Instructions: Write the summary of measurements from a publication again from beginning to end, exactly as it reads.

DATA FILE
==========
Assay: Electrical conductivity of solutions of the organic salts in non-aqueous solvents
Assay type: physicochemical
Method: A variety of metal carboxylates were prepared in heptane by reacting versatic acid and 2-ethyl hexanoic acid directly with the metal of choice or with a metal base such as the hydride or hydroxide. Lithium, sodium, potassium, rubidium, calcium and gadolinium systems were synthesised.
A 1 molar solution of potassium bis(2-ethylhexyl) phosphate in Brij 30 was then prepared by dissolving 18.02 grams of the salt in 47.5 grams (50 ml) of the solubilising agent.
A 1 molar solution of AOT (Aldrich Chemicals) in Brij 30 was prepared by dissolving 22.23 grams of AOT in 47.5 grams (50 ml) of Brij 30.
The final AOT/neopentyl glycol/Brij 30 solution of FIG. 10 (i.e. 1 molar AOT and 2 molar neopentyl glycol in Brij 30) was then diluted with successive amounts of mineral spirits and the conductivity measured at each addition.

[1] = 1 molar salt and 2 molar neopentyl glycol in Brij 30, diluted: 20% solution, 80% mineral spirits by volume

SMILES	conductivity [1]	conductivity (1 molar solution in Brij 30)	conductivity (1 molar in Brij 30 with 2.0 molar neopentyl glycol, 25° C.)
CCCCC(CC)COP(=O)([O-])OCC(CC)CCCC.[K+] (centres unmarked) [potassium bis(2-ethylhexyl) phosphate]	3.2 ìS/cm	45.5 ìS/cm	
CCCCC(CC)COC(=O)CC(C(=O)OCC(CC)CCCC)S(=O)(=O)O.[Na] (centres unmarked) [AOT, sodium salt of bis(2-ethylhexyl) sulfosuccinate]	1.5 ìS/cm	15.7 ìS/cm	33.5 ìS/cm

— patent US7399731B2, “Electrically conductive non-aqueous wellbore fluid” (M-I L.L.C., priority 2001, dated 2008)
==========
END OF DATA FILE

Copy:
Assay: Electrical conductivity of solutions of the organic salts in non-aqueous solvents
Assay type: physicochemical
Method: A variety of metal carboxylates were prepared in heptane by reacting versatic acid and 2-ethyl hexanoic acid directly with the metal of choice or with a metal base such as the hydride or hydroxide. Lithium, sodium, potassium, rubidium, calcium and gadolinium systems were synthesised.
A 1 molar solution of potassium bis(2-ethylhexyl) phosphate in Brij 30 was then prepared by dissolving 18.02 grams of the salt in 47.5 grams (50 ml) of the solubilising agent.
A 1 molar solution of AOT (Aldrich Chemicals) in Brij 30 was prepared by dissolving 22.23 grams of AOT in 47.5 grams (50 ml) of Brij 30.
The final AOT/neopentyl glycol/Brij 30 solution of FIG. 10 (i.e. 1 molar AOT and 2 molar neopentyl glycol in Brij 30) was then diluted with successive amounts of mineral spirits and the conductivity measured at each addition.

[1] = 1 molar salt and 2 molar neopentyl glycol in Brij 30, diluted: 20% solution, 80% mineral spirits by volume

SMILES	conductivity [1]	conductivity (1 molar solution in Brij 30)	conductivity (1 molar in Brij 30 with 2.0 molar neopentyl glycol, 25° C.)
CCCCC(CC)COP(=O)([O-])OCC(CC)CCCC.[K+] (centres unmarked) [potassium bis(2-ethylhexyl) phosphate]	3.2 ìS/cm	45.5 ìS/cm	
CCCCC(CC)COC(=O)CC(C(=O)OCC(CC)CCCC)S(=O)(=O)O.[Na] (centres unmarked) [AOT, sodium salt of bis(2-ethylhexyl) sulfosuccinate]	1.5 ìS/cm	15.7 ìS/cm	33.5 ìS/cm

— patent US7399731B2, “Electrically conductive non-aqueous wellbore fluid” (M-I L.L.C., priority 2001, dated 2008)